Mike: "Solution to not being able to find the site on your taskbar is simply to set your Firefox preferences to only use one window. That way you only need to look at the tabs list in Firefox rather than scanning your taskbar for the site. "

    That’s not a solution. I still can’t find the site i want since i need to first scan for the wbe browser, then scan within that browser for the right site. That’s far slower than using the built in OS mechanisms for fidnign the right site.

  6. CyrusN says:

    brantgurga: Opera’s system is better, and would be more helpful on OSX. But it would not help at all in Windows since you still need to find the right browser window first.

    I’m talking about using the existing OS mechanisms (like the taskbar) to help people find the page they’re looking for.

  7. What is your use scenario for tabs/windows? My scenario is that if I’m reading a page with links I’d like to go to, put I’d like to finish reading the page first, I’ll open each of those links in a new tab. (Think sites like blogs.msdn.com for that usage). I’ll open a new window if I intend to look at something but it isn’t related to what I’m looking at immediately.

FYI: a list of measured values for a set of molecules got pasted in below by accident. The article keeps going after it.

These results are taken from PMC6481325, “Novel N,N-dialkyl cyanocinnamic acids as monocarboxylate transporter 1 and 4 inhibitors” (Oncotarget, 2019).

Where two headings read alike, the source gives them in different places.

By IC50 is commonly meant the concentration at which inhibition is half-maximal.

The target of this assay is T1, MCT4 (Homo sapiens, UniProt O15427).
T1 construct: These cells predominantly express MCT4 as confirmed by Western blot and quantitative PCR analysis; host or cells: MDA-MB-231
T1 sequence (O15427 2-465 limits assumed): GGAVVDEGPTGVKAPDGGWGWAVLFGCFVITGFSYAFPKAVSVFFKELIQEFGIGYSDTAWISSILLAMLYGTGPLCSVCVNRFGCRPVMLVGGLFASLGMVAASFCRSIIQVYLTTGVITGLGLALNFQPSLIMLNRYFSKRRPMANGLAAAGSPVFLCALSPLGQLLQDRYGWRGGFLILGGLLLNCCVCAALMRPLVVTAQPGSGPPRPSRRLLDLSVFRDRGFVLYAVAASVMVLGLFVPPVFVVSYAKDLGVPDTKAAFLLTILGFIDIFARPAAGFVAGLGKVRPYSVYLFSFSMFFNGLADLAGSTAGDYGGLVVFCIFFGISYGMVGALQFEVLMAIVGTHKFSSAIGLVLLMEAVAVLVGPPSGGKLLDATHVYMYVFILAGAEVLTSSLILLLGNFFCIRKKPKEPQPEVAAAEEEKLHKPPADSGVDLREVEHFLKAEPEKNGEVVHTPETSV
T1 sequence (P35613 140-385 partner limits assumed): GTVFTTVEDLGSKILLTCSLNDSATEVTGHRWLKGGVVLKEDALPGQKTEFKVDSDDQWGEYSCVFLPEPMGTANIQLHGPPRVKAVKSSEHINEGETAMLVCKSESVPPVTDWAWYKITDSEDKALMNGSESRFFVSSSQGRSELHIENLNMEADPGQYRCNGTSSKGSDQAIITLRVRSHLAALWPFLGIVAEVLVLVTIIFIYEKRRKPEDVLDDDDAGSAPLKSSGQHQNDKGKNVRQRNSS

8. CyrusN says:

    brantgurga: My usage is the same.

  9. "As far as i can tell, tabs just exist to violate the existing window managment systems i have in the OSs i use. So all the built-in ways i know to use my system fly out the window."

    I’ve said almost the exact same thing about Microsoft Office (2000 and later). There’s this hybrid MDI/SDI thing that doesn’t work well for me at all. On one hand there’s Word and Excel, which really should be 100% SDI (MDI is rarely a good idea these days, with developer tools being a big exception).

    On the other there’s Access (a dev tool) which should remain MDI, but should probably have an interface closer to that of Visual Studio. But by default each child window gets an entry in the taskbar, wasting real-estate (this gets really bad when you have two databases open). At least Access can be configured to be 100% MDI. I can’t get Excel or Word to be 100% SDI.